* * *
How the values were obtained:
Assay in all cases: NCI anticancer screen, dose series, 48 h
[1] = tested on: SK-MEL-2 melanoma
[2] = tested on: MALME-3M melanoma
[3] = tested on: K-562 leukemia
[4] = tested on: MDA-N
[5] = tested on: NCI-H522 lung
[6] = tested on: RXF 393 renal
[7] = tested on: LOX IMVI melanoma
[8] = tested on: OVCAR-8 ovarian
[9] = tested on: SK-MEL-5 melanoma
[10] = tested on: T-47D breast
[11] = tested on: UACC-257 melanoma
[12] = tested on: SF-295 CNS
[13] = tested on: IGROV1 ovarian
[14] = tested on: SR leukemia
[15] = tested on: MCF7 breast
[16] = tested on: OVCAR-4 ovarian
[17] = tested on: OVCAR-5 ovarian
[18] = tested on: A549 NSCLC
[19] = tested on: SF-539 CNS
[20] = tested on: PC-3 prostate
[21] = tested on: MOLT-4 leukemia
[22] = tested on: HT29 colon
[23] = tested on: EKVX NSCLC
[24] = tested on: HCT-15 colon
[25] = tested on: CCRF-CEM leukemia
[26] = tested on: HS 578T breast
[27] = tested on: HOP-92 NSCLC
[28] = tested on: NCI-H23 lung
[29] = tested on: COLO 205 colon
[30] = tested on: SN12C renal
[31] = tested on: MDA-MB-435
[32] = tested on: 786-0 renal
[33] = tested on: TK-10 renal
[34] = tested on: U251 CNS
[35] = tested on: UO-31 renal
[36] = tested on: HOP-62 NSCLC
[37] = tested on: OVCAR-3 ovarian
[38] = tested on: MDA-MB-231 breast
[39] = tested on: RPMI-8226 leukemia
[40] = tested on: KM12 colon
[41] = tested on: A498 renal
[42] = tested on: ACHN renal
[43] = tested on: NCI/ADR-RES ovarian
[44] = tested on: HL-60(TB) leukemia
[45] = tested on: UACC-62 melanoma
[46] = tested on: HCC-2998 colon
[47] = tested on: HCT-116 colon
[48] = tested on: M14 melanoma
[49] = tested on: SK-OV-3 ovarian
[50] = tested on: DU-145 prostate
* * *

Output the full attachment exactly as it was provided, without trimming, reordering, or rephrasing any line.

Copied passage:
How the values were obtained:
Assay in all cases: NCI anticancer screen, dose series, 48 h
[1] = tested on: SK-MEL-2 melanoma
[2] = tested on: MALME-3M melanoma
[3] = tested on: K-562 leukemia
[4] = tested on: MDA-N
[5] = tested on: NCI-H522 lung
[6] = tested on: RXF 393 renal
[7] = tested on: LOX IMVI melanoma
[8] = tested on: OVCAR-8 ovarian
[9] = tested on: SK-MEL-5 melanoma
[10] = tested on: T-47D breast
[11] = tested on: UACC-257 melanoma
[12] = tested on: SF-295 CNS
[13] = tested on: IGROV1 ovarian
[14] = tested on: SR leukemia
[15] = tested on: MCF7 breast
[16] = tested on: OVCAR-4 ovarian
[17] = tested on: OVCAR-5 ovarian
[18] = tested on: A549 NSCLC
[19] = tested on: SF-539 CNS
[20] = tested on: PC-3 prostate
[21] = tested on: MOLT-4 leukemia
[22] = tested on: HT29 colon
[23] = tested on: EKVX NSCLC
[24] = tested on: HCT-15 colon
[25] = tested on: CCRF-CEM leukemia
[26] = tested on: HS 578T breast
[27] = tested on: HOP-92 NSCLC
[28] = tested on: NCI-H23 lung
[29] = tested on: COLO 205 colon
[30] = tested on: SN12C renal
[31] = tested on: MDA-MB-435
[32] = tested on: 786-0 renal
[33] = tested on: TK-10 renal
[34] = tested on: U251 CNS
[35] = tested on: UO-31 renal
[36] = tested on: HOP-62 NSCLC
[37] = tested on: OVCAR-3 ovarian
[38] = tested on: MDA-MB-231 breast
[39] = tested on: RPMI-8226 leukemia
[40] = tested on: KM12 colon
[41] = tested on: A498 renal
[42] = tested on: ACHN renal
[43] = tested on: NCI/ADR-RES ovarian
[44] = tested on: HL-60(TB) leukemia
[45] = tested on: UACC-62 melanoma
[46] = tested on: HCC-2998 colon
[47] = tested on: HCT-116 colon
[48] = tested on: M14 melanoma
[49] = tested on: SK-OV-3 ovarian
[50] = tested on: DU-145 prostate